Arts

Arts and culture

It's another new year and with it comes more resolutions, decisions and responsibilities.

How do you get off to a good start? That's a question many composers ask themselves when writing a piece of music. Some dive right in — BAM! Others ease into a new composition gently. See if you can identify these opening measures of music. Score high and consider yourself good to go for 2015. Score low and think about starting all over again!

Four a cappella voices making divine music: This has been the heart of Anonymous 4's mission for nearly three decades. And as the group bids farewell this season, they're saying goodbye in a poignant way — with the release of an album that couldn't feel more timely. It commemorates the 150th anniversary of the end of the Civil War and the beginning of Reconstruction.

Flickr user knownaa / "Piano" (CC BY 2.0)

The number of stores dedicated to selling pianos is dwindling across the U.S. 

The best year for new piano sales was 1909, when more than 364,000 were sold. Sales plunged more recently to about 35,000 annually.

Fewer people take up the instrument. Those who do, opt for a used piano or electronic keyboard.

New York is saying goodbye to another historic building. Steinway Hall, the main showroom for Steinway & Sons pianos, will be moving to a new location, leaving its home of almost 90 years on 57th Street near Carnegie Hall. The first floor has been designated a landmark and will be preserved, while the rest of the building will be torn down to build high-rise luxury condominiums.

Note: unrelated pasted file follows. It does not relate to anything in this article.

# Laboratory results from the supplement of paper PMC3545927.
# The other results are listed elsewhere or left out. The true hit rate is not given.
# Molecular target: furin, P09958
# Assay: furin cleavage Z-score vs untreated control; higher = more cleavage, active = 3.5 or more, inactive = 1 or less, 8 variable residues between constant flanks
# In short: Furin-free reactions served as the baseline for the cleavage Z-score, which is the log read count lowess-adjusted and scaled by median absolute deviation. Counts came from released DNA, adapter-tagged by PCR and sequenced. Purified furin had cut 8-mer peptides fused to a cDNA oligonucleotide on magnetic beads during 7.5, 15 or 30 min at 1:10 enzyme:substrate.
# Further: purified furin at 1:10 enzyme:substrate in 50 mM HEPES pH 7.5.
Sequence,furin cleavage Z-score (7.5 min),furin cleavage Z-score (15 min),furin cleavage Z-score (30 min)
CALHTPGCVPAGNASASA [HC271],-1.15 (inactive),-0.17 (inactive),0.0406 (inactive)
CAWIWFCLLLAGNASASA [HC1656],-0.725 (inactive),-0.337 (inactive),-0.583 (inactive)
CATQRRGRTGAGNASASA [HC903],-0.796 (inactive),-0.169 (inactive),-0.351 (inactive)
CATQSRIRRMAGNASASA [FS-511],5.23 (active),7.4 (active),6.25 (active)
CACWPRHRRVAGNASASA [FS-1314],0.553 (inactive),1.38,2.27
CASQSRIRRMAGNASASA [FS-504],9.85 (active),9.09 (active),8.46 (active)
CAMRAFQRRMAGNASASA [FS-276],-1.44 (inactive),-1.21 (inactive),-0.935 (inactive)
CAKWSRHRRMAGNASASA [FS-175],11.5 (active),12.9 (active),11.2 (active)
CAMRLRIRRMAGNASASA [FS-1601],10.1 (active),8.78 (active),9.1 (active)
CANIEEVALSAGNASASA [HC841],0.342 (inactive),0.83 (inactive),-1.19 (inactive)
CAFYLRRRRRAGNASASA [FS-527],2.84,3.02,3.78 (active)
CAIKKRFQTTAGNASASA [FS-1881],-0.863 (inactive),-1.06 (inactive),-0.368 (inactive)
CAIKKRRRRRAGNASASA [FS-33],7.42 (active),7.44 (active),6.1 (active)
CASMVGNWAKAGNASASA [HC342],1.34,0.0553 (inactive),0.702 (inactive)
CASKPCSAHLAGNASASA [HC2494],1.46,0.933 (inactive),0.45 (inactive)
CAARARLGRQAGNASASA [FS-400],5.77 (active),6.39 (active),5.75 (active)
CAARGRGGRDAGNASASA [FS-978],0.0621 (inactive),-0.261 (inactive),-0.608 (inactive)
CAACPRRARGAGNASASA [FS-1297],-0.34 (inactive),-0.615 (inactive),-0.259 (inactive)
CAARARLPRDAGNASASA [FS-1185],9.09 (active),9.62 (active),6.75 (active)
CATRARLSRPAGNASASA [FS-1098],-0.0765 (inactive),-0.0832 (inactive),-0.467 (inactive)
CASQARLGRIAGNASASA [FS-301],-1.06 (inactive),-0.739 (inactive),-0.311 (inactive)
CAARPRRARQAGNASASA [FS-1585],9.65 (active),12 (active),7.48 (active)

This week on All Things Considered, NPR's Robert Siegel spoke with some of film's most thoughtful and high-profile composers — plus an up-and-comer — about what it means to tell a story with music, and how a score can enhance a scene.

We've collected five conversations that you can listen to below. You'll hear about the magic of the Wizard of Oz score, how 5/4 time inspired Halloween's terrifying theme, and why a Canadian says he's become to the go-to composer for films requiring South Asian-inspired soundtracks.

Guy Stephens / WNIJ

I’m standing in one of the galleries housing the exhibition with Freeport Art Museum Executive Director Jessica Modica.  In front of us is "At the World’s End: Only Evil Will Travel in a Straight Line," a painting by Dan Brinkmeier.

At first blush, it’s a farm family having a picnic. But then you notice the bleeding lamb, people flying or wearing animal masks and, like a scene from “The Wizard of Oz,” a house in the air.  Modica says the artist admits that the picture is chock-full of symbols.

Five Under-The-Radar Reads From Nancy Pearl

Dec 19, 2014
Guy Stephens / WNIJ

This weekend, Dec. 21, the Fox Valley Orchestra and Chorus present a "Sing-Along Messiah," an event often known as a "Do-It-Yourself Messiah."  Audience members are invited to join the choir in singing choruses from Handel’s masterpiece.

Boston's Handel and Haydn Society is one of the oldest continuously running performing arts organizations in the country. To celebrate its bicentennial this season, the group made a new recording of a holiday perennial, Handel's Messiah, which also happens to be one of the first works it staged nearly 200 years ago. Still, the Handel and Haydn Society is very different from what it was when it started.

Most years, Tom Huizenga and I spend a lot of time after Thanksgiving and well into December battling over — or, more truthfully, having many friendly but spirited discussions about — which recordings should comprise our 10 favorites of the year. We each come up with a list of 10, and then we start hammering things out in some amount of exquisite music-nerd agony. Some albums we agree upon, some are our individual picks.

Pages